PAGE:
Alone in an unknown city, afraid to go back home, Ndzanibe started roaming the streets. Sometimes she made money helping the police clean up car crash sites. At other times, when she didn't have a boyfriend to provide for her, she would sleep with random men to afford a bed in a night shelter.
"That was hard, because sometimes I wouldn't even like that person, but I needed the money."
The pressure to have sex in exchange for money, jobs or favours is an everyday reality for South African women in a vulnerable position like herself, she says.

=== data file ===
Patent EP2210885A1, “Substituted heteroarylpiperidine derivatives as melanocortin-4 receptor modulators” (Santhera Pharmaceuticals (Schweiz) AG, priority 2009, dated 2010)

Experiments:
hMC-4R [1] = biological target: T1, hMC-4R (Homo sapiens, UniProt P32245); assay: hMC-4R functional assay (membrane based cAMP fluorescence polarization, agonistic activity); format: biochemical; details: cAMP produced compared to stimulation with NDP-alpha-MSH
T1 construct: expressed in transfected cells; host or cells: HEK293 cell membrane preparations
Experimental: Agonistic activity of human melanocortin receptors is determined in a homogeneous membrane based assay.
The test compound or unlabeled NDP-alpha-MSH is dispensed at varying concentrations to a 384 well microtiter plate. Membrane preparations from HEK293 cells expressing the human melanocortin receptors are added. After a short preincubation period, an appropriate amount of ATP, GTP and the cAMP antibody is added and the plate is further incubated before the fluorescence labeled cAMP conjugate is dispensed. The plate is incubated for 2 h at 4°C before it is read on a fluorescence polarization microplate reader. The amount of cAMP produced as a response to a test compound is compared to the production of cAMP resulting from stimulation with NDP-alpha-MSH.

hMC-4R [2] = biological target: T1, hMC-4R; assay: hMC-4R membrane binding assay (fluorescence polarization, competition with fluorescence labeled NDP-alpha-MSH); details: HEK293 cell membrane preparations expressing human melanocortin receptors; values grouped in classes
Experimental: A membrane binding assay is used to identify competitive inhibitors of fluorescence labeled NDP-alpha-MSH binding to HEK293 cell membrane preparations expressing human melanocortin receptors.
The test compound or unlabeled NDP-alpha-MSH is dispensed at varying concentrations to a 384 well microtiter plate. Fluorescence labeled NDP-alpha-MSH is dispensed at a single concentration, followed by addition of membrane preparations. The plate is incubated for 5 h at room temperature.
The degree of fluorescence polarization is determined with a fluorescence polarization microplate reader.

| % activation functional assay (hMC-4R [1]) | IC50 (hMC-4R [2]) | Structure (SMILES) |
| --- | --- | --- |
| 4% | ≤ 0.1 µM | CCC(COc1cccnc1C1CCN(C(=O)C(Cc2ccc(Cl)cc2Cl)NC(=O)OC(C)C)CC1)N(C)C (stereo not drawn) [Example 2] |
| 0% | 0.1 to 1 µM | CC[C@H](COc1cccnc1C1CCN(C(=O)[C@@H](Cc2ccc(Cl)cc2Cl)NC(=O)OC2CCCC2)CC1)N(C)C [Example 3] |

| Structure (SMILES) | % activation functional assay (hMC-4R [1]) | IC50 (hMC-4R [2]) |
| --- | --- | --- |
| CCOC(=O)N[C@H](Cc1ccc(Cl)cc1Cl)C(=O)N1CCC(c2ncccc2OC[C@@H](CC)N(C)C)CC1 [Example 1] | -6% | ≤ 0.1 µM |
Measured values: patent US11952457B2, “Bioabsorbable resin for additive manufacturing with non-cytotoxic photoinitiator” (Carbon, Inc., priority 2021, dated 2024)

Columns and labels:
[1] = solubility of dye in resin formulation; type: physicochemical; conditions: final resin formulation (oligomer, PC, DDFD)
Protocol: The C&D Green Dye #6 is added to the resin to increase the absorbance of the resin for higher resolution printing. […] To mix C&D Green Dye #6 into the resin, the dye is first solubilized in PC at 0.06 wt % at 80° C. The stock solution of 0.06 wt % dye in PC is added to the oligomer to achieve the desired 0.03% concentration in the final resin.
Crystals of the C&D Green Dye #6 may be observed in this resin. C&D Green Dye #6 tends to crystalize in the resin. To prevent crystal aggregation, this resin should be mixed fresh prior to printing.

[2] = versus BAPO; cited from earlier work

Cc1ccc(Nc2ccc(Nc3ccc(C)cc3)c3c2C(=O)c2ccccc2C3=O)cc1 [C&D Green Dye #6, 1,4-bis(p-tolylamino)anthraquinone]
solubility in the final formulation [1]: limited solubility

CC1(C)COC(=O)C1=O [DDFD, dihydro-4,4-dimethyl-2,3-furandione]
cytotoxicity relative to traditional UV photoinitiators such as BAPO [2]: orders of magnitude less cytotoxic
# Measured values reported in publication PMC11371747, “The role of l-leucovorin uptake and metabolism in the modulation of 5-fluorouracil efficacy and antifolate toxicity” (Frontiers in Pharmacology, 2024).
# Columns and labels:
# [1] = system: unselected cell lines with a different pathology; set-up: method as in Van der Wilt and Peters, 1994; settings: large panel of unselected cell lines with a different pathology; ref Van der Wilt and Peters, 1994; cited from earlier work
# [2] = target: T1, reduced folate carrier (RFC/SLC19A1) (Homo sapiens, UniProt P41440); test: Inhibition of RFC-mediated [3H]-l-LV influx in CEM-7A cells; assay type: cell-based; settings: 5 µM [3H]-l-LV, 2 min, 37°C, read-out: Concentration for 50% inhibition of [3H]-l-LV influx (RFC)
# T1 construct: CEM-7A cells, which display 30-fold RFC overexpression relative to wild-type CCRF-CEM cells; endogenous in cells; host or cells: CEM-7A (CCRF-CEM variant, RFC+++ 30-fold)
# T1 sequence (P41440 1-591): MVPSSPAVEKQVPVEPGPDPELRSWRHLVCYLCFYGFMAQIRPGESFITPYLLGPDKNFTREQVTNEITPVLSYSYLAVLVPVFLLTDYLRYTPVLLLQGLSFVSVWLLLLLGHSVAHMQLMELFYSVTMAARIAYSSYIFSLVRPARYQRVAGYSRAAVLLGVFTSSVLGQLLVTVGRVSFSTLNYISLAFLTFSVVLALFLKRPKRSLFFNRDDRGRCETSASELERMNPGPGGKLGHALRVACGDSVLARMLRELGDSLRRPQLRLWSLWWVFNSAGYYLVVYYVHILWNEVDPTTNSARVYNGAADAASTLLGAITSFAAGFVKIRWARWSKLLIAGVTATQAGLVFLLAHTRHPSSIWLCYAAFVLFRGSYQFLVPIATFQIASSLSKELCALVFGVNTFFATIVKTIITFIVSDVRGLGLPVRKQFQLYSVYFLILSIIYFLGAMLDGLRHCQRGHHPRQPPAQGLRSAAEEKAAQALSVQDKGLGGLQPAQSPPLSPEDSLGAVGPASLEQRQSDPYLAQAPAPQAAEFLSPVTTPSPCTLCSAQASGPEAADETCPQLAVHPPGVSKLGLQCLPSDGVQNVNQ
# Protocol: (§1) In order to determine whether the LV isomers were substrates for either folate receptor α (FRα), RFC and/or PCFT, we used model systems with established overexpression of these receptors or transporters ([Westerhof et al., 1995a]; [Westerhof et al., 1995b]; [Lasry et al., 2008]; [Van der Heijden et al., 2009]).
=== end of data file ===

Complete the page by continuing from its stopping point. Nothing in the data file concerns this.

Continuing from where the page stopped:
"To get what you want, you have to sleep with someone, they say. Some time ago I had a job at a clothes shop. But after two months the person I was working for said that if I wanted to continue, I had to sleep with him."
WEARING FLOPS WITH CONFIDENCE
She refused to sleep with her boss, walked away and lost her job. But she says she couldn't have been so bold if it hadn't been for an encounter that changed everything. One day, as she was walking along the beach, someone introduced her to a surfing club for homeless children.